Hard to ask for a better response than that, so what did the Buffer team do right?
1. Own the mistake
In some situations, “blame” begins to get passed around like a hot potato. During freak accidents or problems caused by outsiders (such as in this situation), some companies look for a way to shield themselves from customer frustration. I’ve mentioned before that this is almost always the wrong course of action—saying “I’m sorry” is more about being apologetic that the customer’s experience wasn’t the best it could be, and that’s always worth conveying.
Buffer eschewed the blame game and simply owned up to the problem directly. The situation didn’t become about finger-pointing at some anonymous hackers that their customers couldn't care less about. Instead, they immediately took to every communication channel they had, apologized for the inconvenience, and explained what was to be done as soon as they got a handle on the situation.
Hi all. So sorry, it looks like we've been compromised. Temporarily pausing all posts as we investigate. We'll update ASAP.— Buffer (@buffer) October 26, 2013
2. Frequent, transparent updates
In a shining example of “defaulting to transparency,” Buffer chose to publish a blog post which was updated ten times with the ongoing status of the hack and their efforts to make things right. Being in the dark about a situation like this is perhaps the most frustrating part for customers, and these updates went a long way in eliminating that problem.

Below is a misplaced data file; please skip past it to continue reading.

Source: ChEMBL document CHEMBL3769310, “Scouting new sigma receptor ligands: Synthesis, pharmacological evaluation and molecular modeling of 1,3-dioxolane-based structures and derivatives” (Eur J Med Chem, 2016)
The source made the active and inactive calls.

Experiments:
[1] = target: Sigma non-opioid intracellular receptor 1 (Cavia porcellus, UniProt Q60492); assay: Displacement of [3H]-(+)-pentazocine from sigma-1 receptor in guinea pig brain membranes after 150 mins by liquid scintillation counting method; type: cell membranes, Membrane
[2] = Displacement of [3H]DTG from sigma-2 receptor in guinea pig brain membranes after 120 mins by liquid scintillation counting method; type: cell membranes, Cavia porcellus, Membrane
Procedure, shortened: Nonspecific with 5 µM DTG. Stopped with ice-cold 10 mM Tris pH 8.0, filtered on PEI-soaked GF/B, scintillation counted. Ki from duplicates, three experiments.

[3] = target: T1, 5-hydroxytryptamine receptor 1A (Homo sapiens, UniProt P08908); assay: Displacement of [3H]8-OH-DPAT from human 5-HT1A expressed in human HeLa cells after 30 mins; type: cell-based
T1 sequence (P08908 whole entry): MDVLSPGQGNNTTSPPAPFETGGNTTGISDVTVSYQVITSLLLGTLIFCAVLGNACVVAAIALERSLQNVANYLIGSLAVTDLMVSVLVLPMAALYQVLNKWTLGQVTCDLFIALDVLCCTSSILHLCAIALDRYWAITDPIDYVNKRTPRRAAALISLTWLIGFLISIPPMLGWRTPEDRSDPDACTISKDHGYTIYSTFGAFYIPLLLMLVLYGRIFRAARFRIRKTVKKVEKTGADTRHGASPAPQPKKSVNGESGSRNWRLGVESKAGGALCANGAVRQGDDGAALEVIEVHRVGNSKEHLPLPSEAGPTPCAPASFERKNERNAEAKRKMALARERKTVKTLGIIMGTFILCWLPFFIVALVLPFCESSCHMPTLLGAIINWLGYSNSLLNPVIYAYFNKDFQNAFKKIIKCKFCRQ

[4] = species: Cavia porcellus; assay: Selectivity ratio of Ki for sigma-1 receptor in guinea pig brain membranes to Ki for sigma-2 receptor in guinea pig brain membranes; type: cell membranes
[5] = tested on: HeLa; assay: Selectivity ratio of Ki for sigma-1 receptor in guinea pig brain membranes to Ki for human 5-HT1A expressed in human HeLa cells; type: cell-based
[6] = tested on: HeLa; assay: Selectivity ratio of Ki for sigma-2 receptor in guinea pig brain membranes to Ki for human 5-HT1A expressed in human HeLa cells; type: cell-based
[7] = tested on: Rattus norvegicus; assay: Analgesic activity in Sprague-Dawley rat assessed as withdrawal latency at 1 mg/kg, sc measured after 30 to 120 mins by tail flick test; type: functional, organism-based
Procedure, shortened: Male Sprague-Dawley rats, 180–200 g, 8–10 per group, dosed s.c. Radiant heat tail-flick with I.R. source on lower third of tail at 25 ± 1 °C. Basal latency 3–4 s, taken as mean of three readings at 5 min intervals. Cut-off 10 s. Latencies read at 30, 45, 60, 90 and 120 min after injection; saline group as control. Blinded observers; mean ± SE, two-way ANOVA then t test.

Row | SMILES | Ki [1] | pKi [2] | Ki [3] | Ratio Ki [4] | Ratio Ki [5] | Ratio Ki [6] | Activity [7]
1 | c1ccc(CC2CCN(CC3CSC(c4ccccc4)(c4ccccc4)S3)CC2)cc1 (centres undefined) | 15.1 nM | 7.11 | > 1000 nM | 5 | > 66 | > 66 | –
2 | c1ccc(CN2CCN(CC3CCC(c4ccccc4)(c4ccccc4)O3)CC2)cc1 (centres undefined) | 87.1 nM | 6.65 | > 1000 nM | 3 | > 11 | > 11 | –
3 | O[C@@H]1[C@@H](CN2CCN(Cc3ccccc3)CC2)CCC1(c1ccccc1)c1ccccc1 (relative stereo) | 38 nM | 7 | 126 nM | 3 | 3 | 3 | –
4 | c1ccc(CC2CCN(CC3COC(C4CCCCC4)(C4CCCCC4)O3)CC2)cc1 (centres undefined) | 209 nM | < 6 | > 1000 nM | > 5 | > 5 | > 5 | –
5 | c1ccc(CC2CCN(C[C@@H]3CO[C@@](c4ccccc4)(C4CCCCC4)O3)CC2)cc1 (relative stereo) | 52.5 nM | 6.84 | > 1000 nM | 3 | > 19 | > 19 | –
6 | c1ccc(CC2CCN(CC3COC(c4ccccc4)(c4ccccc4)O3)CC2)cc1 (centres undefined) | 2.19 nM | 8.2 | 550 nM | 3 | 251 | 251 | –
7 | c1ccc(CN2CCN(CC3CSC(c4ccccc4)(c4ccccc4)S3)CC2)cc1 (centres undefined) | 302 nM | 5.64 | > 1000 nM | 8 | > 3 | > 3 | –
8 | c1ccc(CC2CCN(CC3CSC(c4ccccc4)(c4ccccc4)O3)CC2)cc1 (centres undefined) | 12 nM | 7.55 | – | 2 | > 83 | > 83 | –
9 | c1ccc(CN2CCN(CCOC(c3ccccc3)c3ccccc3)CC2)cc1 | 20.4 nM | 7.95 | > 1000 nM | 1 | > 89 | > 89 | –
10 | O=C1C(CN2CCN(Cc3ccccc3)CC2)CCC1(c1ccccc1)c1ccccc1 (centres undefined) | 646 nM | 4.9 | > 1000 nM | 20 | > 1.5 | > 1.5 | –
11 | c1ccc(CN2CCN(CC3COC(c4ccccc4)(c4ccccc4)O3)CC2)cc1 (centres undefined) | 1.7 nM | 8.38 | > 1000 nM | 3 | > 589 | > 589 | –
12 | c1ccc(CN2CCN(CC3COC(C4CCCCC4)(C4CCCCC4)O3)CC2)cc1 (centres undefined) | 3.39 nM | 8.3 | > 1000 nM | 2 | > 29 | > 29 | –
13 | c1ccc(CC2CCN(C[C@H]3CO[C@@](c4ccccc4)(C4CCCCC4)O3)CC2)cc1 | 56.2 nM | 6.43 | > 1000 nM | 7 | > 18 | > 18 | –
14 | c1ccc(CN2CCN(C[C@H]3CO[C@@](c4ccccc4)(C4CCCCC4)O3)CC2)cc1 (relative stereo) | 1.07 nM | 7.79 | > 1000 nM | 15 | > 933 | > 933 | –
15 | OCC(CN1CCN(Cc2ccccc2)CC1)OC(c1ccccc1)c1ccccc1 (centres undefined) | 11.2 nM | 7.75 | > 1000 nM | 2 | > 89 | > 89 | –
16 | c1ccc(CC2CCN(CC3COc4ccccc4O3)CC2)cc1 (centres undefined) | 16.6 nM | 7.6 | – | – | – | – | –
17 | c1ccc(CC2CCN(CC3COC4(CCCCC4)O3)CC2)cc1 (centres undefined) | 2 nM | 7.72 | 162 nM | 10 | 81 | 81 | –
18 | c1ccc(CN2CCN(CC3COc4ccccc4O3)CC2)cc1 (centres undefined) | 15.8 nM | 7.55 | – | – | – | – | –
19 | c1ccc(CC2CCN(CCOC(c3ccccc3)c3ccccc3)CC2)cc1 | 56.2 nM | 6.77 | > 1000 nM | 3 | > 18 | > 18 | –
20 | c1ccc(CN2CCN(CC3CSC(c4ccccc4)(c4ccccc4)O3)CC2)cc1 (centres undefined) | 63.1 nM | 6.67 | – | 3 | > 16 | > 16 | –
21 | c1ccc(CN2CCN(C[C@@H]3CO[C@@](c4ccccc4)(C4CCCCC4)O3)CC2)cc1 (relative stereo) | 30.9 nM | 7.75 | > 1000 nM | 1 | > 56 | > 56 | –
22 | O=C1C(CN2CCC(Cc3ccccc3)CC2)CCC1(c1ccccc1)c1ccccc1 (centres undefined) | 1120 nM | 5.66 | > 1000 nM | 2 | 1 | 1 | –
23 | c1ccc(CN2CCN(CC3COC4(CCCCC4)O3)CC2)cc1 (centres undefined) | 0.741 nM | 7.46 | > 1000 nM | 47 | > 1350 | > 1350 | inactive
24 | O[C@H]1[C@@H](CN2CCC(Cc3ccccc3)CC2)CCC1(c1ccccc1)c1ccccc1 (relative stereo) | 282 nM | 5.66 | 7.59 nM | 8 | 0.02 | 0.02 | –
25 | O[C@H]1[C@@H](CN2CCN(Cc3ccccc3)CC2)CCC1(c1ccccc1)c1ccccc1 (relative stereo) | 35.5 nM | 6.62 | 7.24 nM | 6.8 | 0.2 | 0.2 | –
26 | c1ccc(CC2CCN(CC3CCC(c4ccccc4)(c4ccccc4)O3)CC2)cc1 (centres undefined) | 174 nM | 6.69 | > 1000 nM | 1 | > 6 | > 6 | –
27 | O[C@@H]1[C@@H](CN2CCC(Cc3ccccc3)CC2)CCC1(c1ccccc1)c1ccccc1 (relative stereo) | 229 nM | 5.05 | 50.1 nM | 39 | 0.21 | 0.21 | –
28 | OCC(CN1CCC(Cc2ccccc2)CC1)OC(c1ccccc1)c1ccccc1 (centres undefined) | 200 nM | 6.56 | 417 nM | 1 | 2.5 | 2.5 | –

Just as important, putting the situation and current status out there for all to see served as proof positive that the team was taking control of the situation. We know from the study above that this should be to the advantage of the company in question, and given the ample coverage they received for this action (99.9% of it positive), it’s safe to say that it was definitely the right move.
3. All-hands response
Perhaps the most interesting part of this case study is how Buffer utilized the practice of Whole Company Support to deal with the influx of communication from customers. As Chief Happiness Officer Carolyn Kopprasch recently revealed, the influx of emails the Buffer team received during the hack was staggering:
Not exactly ideal. However, with all Buffer employees having at least some experience handling support, an all-hands situation became possible. Having the development or marketing teams sit back and watch the customer support team drown in emails because “that isn’t my job” is a surefire way for a small company to get caught with their pants down. If Jeff Bezos can spare time to work in an Amazon call center, can’t your entire team get acquainted with supporting customers?
Five Examples of Doing it Wrong
The incredibly positive reaction that Buffer received in handling this crisis is perhaps quite telling of what people generally expect from companies during a crisis (i.e., they don’t expect much and were pleasantly surprised).